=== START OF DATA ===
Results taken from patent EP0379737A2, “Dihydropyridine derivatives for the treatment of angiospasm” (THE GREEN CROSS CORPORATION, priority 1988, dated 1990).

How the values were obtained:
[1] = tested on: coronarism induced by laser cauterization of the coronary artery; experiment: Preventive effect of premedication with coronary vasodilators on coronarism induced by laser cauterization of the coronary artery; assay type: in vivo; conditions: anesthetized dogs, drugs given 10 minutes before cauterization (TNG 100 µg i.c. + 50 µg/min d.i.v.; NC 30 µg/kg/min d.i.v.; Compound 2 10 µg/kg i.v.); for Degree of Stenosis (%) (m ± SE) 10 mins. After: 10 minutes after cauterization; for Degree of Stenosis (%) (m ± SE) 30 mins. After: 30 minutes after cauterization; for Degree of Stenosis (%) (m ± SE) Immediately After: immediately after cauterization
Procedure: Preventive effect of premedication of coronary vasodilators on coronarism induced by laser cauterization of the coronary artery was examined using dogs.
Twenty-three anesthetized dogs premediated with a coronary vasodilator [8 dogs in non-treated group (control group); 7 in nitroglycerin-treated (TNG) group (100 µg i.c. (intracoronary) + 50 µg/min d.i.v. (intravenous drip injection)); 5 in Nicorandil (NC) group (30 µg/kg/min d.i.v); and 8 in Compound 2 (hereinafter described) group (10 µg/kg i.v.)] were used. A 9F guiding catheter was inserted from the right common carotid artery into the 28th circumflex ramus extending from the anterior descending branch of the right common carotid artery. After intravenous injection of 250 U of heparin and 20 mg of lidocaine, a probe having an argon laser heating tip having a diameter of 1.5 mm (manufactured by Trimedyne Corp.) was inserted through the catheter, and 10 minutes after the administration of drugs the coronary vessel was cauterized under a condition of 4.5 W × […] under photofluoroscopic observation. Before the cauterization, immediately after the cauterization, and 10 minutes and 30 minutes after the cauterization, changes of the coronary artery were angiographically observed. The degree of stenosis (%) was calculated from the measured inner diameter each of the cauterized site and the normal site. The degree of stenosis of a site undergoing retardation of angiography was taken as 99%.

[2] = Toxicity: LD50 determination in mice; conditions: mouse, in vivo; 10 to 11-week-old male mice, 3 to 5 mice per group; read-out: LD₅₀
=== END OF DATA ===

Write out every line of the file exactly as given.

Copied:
Results taken from patent EP0379737A2, “Dihydropyridine derivatives for the treatment of angiospasm” (THE GREEN CROSS CORPORATION, priority 1988, dated 1990).

How the values were obtained:
[1] = tested on: coronarism induced by laser cauterization of the coronary artery; experiment: Preventive effect of premedication with coronary vasodilators on coronarism induced by laser cauterization of the coronary artery; assay type: in vivo; conditions: anesthetized dogs, drugs given 10 minutes before cauterization (TNG 100 µg i.c. + 50 µg/min d.i.v.; NC 30 µg/kg/min d.i.v.; Compound 2 10 µg/kg i.v.); for Degree of Stenosis (%) (m ± SE) 10 mins. After: 10 minutes after cauterization; for Degree of Stenosis (%) (m ± SE) 30 mins. After: 30 minutes after cauterization; for Degree of Stenosis (%) (m ± SE) Immediately After: immediately after cauterization
Procedure: Preventive effect of premedication of coronary vasodilators on coronarism induced by laser cauterization of the coronary artery was examined using dogs.
Twenty-three anesthetized dogs premediated with a coronary vasodilator [8 dogs in non-treated group (control group); 7 in nitroglycerin-treated (TNG) group (100 µg i.c. (intracoronary) + 50 µg/min d.i.v. (intravenous drip injection)); 5 in Nicorandil (NC) group (30 µg/kg/min d.i.v); and 8 in Compound 2 (hereinafter described) group (10 µg/kg i.v.)] were used. A 9F guiding catheter was inserted from the right common carotid artery into the 28th circumflex ramus extending from the anterior descending branch of the right common carotid artery. After intravenous injection of 250 U of heparin and 20 mg of lidocaine, a probe having an argon laser heating tip having a diameter of 1.5 mm (manufactured by Trimedyne Corp.) was inserted through the catheter, and 10 minutes after the administration of drugs the coronary vessel was cauterized under a condition of 4.5 W × […] under photofluoroscopic observation. Before the cauterization, immediately after the cauterization, and 10 minutes and 30 minutes after the cauterization, changes of the coronary artery were angiographically observed. The degree of stenosis (%) was calculated from the measured inner diameter each of the cauterized site and the normal site. The degree of stenosis of a site undergoing retardation of angiography was taken as 99%.

[2] = Toxicity: LD50 determination in mice; conditions: mouse, in vivo; 10 to 11-week-old male mice, 3 to 5 mice per group; read-out: LD₅₀